In week 6 of re-read of The Checklist Manifesto by Atul Gawande (use the link and buy a copy so you can read along) we read about Atul’s first try using a checklist to solve a big problem.  The Chapter is titled The First Try. Let’s just say it is a learning opportunity.

The chapter starts with an example of Dr. Gawande engaging with the World Health Organization (WHO) to help address safety because of the massive increase in the number of surgeries. The problem was not that surgeries were being done, surgery saves lives, but rather the number of complications that happened in conjunction with the surgeries. The rate of post-surgical complications was unacceptably high.

Due to all sort of reasonable and rational reasons, the WHO does nothing simply. I don’t think it would surprise anyone that large multi-functional, multi-national groups tend to generate large complicated solutions and reports. (Note, Jim Benson has great examples of how you can break that cycle – ask him. If you need contact information check the show notes for SPaMCAST 400). The problem with large, complicated solutions is that they are hard to read, hard to implement and often are not successful in the long run. To validate the author’s implied suggestion that most if not all of the guidelines from the WHO are large, I tried to Google the shortest WHO guideline and after a few moments gave up and acceded to the I did, however, learn that the typical children’s picture book is 32 pages. Gawande suggests that successful interventions have three essential requirements:

  1. simple,
  2. measurable, and
  3. transmissible (capable of passing between people).

Dr. Gwande describes an experiment giving out soap in a slum in Pakistan (included control groups – at least on the surface the experimental design sounds solid) as an example of the how successful changes embrace these three attributes. The results of the study found that introducing soap with guidelines of when to use it can substantially improve health outcomes. The great idea in the study is that simple behavioral changes can have dramatic impacts. The instructions that went with the soap identified six situations where people should use it. No finger wagging just a gift of soap and non-judgmental advice to guide usage. Simple works and can have a significant ripple effect.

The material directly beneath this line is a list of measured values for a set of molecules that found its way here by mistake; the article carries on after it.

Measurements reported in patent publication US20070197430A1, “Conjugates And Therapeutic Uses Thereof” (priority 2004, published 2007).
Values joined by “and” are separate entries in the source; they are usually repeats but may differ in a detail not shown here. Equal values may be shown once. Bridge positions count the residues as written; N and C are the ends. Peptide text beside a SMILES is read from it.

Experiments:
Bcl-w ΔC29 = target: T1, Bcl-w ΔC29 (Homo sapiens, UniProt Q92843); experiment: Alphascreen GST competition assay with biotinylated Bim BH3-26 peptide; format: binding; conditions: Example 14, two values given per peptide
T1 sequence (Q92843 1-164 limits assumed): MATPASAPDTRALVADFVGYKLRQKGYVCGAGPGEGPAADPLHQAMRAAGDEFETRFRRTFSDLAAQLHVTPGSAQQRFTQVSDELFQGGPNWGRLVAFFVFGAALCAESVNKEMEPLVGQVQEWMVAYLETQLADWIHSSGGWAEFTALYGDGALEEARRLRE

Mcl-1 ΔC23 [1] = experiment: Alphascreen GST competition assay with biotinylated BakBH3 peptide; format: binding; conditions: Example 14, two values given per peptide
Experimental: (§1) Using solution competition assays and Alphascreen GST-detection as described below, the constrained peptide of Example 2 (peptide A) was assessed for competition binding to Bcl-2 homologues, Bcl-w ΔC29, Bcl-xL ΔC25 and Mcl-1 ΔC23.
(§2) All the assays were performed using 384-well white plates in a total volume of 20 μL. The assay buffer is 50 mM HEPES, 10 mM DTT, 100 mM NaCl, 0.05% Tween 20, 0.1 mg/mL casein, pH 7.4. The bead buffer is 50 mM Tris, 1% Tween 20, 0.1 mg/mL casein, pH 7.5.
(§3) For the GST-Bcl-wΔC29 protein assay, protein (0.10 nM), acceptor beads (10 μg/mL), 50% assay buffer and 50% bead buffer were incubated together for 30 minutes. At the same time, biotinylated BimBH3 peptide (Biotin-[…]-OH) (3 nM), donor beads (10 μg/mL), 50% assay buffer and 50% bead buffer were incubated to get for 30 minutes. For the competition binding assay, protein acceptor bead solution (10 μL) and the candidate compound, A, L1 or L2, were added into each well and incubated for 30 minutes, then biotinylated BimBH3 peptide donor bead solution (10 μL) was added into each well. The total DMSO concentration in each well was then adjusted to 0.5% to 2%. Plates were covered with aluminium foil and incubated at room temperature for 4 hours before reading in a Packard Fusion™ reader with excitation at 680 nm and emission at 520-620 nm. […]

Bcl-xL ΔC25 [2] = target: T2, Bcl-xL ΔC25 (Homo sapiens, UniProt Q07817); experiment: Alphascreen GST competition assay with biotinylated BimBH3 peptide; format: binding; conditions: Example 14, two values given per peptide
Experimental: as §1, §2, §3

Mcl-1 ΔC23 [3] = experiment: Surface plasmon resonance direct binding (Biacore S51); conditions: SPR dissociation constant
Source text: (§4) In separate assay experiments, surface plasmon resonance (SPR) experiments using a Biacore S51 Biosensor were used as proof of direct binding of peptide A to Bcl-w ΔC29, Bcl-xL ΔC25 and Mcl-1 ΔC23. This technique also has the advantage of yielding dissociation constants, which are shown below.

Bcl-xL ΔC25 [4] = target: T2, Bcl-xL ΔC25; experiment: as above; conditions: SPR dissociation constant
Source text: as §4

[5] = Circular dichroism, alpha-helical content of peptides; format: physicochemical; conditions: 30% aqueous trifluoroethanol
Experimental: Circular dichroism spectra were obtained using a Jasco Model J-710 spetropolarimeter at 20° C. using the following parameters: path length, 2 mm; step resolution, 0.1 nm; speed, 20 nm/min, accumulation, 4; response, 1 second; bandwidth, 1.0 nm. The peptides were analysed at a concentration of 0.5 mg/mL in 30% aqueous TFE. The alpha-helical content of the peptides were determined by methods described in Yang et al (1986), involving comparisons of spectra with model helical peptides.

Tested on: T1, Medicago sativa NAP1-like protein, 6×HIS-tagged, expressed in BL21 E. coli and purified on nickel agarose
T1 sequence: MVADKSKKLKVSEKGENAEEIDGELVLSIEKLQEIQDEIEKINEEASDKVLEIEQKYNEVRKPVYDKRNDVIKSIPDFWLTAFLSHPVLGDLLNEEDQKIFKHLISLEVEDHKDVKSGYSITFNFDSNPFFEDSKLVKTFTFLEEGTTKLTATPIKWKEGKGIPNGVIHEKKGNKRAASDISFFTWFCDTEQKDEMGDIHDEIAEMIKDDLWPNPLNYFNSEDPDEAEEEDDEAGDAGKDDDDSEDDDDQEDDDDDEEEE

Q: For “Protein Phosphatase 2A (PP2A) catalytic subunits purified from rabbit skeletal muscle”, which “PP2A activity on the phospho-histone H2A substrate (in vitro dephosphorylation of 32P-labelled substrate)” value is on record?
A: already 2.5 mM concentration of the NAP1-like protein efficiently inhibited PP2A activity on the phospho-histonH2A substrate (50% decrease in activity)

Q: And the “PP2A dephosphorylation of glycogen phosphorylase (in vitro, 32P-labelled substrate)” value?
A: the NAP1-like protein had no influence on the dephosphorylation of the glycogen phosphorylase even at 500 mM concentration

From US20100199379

Near the end of the chapter, Gwande returns to the operating theater for his examples. Medicine, just as in software-related fields, addresses the twin problems of complexity and complications through specialization and formation of teams of specialists. Just putting people together does not create teams. Gawande suggests (and my personal experience attests) that the biggest problem in teams is disengagement. The “it’s not my problem” effect. For example, a coder that states that it is not her problem that the requirements should change to deal with a chaotic business environment is missing the point that software development is a team endeavor. Highly effective teams develop tools triggers (the Brown M&M example we have used earlier is a trigger) so that everyone feels comfortable with holding each other accountable. Triggers and checklists provide a basis for giving team members permission to hold each other accountable (activation phenomena). Holding people accountable for using the process creates muscle memory and makes usage habitual.

The chapter ends by going back to the WHO example the author began at the top of the chapter. In the end, the WHO greenlighted a checklist approach for a pilot on reducing post-surgical complications. The checklist developed was comprehensive (think about the three requirements mentioned earlier), and hard to use. Dr. Gwande could not even use it when he was performing surgery. It was not working. The idea of simple had gotten lost in the details, and like many other process improvement opportunities crashed on the launch pad.

(readers note – this is a critical chapter because it describes why process improvements often fail. I suggest reading this chapter twice even if you don’t think you will use a checklist.)

Bought your copy?  If not, use the following link and support the Dr. Gawande and our blog and podcast:  The Checklist Manifesto

Previous Installments:

Week 5 – The Idea

Week 4 – The End Of The Master Builder

Week 3 – The Checklist

Week 2 – The Problem With Extreme Complexity

Week 1 – Approach and Introduction